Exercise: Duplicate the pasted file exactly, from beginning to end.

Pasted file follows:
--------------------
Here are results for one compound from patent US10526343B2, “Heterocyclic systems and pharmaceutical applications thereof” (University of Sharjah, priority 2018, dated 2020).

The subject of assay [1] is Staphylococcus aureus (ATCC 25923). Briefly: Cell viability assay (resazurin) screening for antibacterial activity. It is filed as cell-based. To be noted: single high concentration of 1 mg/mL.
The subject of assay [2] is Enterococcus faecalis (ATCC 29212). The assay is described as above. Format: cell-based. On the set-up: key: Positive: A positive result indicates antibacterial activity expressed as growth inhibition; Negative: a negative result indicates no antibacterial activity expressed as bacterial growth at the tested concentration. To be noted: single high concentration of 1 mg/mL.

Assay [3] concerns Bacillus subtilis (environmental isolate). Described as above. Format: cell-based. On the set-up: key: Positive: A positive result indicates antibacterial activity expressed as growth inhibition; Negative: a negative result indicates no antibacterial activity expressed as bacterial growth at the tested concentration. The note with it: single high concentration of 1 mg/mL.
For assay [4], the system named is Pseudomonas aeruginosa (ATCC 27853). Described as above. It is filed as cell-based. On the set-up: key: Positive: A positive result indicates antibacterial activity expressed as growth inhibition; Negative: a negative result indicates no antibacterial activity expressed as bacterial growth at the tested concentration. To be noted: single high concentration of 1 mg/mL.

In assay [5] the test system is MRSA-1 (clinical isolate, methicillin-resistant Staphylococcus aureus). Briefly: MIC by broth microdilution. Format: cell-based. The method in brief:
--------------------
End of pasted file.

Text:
Here are results for one compound from patent US10526343B2, “Heterocyclic systems and pharmaceutical applications thereof” (University of Sharjah, priority 2018, dated 2020).

The subject of assay [1] is Staphylococcus aureus (ATCC 25923). Briefly: Cell viability assay (resazurin) screening for antibacterial activity. It is filed as cell-based. To be noted: single high concentration of 1 mg/mL.
The subject of assay [2] is Enterococcus faecalis (ATCC 29212). The assay is described as above. Format: cell-based. On the set-up: key: Positive: A positive result indicates antibacterial activity expressed as growth inhibition; Negative: a negative result indicates no antibacterial activity expressed as bacterial growth at the tested concentration. To be noted: single high concentration of 1 mg/mL.

Assay [3] concerns Bacillus subtilis (environmental isolate). Described as above. Format: cell-based. On the set-up: key: Positive: A positive result indicates antibacterial activity expressed as growth inhibition; Negative: a negative result indicates no antibacterial activity expressed as bacterial growth at the tested concentration. The note with it: single high concentration of 1 mg/mL.
For assay [4], the system named is Pseudomonas aeruginosa (ATCC 27853). Described as above. It is filed as cell-based. On the set-up: key: Positive: A positive result indicates antibacterial activity expressed as growth inhibition; Negative: a negative result indicates no antibacterial activity expressed as bacterial growth at the tested concentration. To be noted: single high concentration of 1 mg/mL.

In assay [5] the test system is MRSA-1 (clinical isolate, methicillin-resistant Staphylococcus aureus). Briefly: MIC by broth microdilution. Format: cell-based. The method in brief: